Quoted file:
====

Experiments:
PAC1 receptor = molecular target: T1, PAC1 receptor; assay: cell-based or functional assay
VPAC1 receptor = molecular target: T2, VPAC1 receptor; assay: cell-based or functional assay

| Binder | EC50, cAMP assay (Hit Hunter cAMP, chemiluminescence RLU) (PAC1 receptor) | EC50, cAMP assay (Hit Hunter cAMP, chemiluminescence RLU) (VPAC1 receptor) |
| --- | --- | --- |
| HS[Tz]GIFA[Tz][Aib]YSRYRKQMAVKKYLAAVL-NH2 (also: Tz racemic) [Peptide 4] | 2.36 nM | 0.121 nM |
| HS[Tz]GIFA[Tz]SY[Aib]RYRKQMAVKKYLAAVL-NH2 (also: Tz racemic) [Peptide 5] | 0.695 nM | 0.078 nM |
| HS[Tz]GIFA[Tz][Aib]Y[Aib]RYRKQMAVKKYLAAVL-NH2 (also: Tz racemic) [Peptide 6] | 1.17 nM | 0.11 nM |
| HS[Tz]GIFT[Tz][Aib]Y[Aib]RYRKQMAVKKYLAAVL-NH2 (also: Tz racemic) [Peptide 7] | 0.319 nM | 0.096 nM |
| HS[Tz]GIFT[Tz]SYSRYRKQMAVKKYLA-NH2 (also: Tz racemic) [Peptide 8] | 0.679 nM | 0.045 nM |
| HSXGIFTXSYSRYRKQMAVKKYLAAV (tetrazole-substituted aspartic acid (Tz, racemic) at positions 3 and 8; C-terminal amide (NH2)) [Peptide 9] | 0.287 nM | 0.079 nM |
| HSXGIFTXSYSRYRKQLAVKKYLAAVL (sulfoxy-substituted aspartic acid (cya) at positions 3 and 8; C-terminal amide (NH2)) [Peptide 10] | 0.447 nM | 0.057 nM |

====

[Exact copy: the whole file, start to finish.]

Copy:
Experiments:
PAC1 receptor = molecular target: T1, PAC1 receptor; assay: cell-based or functional assay
VPAC1 receptor = molecular target: T2, VPAC1 receptor; assay: cell-based or functional assay

| Binder | EC50, cAMP assay (Hit Hunter cAMP, chemiluminescence RLU) (PAC1 receptor) | EC50, cAMP assay (Hit Hunter cAMP, chemiluminescence RLU) (VPAC1 receptor) |
| --- | --- | --- |
| HS[Tz]GIFA[Tz][Aib]YSRYRKQMAVKKYLAAVL-NH2 (also: Tz racemic) [Peptide 4] | 2.36 nM | 0.121 nM |
| HS[Tz]GIFA[Tz]SY[Aib]RYRKQMAVKKYLAAVL-NH2 (also: Tz racemic) [Peptide 5] | 0.695 nM | 0.078 nM |
| HS[Tz]GIFA[Tz][Aib]Y[Aib]RYRKQMAVKKYLAAVL-NH2 (also: Tz racemic) [Peptide 6] | 1.17 nM | 0.11 nM |
| HS[Tz]GIFT[Tz][Aib]Y[Aib]RYRKQMAVKKYLAAVL-NH2 (also: Tz racemic) [Peptide 7] | 0.319 nM | 0.096 nM |
| HS[Tz]GIFT[Tz]SYSRYRKQMAVKKYLA-NH2 (also: Tz racemic) [Peptide 8] | 0.679 nM | 0.045 nM |
| HSXGIFTXSYSRYRKQMAVKKYLAAV (tetrazole-substituted aspartic acid (Tz, racemic) at positions 3 and 8; C-terminal amide (NH2)) [Peptide 9] | 0.287 nM | 0.079 nM |
| HSXGIFTXSYSRYRKQLAVKKYLAAVL (sulfoxy-substituted aspartic acid (cya) at positions 3 and 8; C-terminal amide (NH2)) [Peptide 10] | 0.447 nM | 0.057 nM |